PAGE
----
What To Do About It: Take full advantage of the opportunities that come your way. We live in a great big world full of endless possibilities and there is no reason to let societal boundaries, personal insecurities or familial or peer pressure keep you from recognizing and achieving your dreams!

6. Not Taking Control of Our Mental and Physical Health

Black women, we are at a disproportionate risk of mental health issues like depression and anxiety, thanks to racism and white supremacy. We are also at a higher risk of sexually transmitted diseases, fibroids, heart disease, stroke, diabetes, and other diseases. This means we have to be vigilant when it comes to remaining in control of our health.

What To Do About It: As black women, we are the leaders and founders of many important causes, including #BlackLivesMatter and other political movements, and while fighting back against racism and political injustice is important, it should never come at the expense of your mental health, emotional soundness and physical wellbeing. Ensure that you’re maintaining a regular exercise routine, eating right and spending time with people who support you and love you!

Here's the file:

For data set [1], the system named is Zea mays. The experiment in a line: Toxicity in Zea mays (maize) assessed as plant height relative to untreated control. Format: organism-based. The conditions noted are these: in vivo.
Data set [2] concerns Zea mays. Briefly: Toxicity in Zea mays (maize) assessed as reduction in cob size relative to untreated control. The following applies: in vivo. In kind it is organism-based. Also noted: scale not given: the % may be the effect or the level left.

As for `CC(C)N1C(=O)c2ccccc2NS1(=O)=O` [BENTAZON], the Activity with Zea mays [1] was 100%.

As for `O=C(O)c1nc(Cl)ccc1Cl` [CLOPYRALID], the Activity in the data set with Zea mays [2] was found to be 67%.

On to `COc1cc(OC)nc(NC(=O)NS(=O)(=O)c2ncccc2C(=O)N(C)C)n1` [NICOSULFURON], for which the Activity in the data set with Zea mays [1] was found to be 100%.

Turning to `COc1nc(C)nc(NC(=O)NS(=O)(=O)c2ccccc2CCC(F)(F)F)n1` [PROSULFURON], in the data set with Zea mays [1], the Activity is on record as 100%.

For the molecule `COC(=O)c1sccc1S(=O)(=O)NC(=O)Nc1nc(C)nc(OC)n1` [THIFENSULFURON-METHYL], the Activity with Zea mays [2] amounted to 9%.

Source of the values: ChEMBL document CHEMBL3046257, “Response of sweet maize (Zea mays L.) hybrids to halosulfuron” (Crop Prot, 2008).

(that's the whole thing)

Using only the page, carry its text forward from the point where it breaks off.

7. Not Managing Our Money Effectively

According to a study by the Insight Center for Community Economic Development, the median wealth of single black women is $100 when compared to that of single white women, who stand at $41 000. While we have unfair distribution of generational wealth to blame for this, it’s time to change this statistic.

What To Do About It: There are many ways to place ourselves in a better collective financial situation, such as avoiding getting into debt, saving for retirement early, and planning out your spending in advance. Other tips for saving your money can be found here.